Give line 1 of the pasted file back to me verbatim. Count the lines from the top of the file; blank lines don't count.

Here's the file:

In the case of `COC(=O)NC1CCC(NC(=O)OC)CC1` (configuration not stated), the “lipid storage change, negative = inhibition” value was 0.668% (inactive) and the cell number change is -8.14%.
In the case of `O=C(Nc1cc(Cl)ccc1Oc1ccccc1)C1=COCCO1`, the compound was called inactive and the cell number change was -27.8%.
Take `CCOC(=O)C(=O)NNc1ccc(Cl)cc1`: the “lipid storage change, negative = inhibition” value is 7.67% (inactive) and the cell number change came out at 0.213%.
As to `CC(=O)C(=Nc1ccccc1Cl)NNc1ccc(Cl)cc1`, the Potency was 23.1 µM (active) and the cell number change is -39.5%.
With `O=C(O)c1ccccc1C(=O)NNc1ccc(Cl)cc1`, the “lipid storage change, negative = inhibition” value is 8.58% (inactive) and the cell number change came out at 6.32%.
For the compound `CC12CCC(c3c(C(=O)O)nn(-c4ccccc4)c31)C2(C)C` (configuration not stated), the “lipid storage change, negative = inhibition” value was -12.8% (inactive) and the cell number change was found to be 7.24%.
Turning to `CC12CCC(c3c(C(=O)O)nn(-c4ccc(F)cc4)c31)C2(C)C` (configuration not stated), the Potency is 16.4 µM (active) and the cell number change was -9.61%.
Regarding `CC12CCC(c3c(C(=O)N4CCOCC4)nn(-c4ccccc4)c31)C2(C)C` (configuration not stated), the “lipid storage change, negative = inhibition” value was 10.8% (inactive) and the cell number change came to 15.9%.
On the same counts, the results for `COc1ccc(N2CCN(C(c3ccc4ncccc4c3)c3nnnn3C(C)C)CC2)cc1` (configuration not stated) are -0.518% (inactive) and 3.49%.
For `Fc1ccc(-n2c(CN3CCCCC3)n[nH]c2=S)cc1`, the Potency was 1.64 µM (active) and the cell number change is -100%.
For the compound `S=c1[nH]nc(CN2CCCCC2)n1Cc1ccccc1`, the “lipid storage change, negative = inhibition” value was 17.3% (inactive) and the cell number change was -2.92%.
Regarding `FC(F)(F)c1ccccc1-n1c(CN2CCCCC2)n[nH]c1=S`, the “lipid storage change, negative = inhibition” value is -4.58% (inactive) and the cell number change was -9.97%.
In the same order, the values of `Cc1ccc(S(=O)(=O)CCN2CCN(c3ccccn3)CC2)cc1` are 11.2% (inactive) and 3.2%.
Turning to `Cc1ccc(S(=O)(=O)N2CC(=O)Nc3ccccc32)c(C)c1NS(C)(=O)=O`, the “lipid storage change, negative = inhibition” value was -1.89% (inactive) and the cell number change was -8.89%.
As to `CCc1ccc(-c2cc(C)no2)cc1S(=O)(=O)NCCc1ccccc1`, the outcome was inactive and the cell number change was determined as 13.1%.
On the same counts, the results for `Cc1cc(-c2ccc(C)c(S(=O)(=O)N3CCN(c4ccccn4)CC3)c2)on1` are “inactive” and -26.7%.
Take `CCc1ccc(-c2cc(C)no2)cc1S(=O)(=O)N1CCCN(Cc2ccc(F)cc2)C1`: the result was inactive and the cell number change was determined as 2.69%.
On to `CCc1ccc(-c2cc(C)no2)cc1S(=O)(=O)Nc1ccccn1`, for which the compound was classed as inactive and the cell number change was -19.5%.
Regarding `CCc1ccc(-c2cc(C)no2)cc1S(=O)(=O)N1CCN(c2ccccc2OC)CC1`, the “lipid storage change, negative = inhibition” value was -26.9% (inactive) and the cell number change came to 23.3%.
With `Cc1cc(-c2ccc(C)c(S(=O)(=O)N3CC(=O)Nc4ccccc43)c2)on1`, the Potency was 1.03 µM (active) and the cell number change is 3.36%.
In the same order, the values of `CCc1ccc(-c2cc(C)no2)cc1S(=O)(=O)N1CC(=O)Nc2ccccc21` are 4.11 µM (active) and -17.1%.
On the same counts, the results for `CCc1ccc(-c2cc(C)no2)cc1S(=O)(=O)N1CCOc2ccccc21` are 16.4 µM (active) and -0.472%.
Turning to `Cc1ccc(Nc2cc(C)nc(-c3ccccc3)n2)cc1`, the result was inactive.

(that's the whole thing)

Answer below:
In the case of `COC(=O)NC1CCC(NC(=O)OC)CC1` (configuration not stated), the “lipid storage change, negative = inhibition” value was 0.668% (inactive) and the cell number change is -8.14%.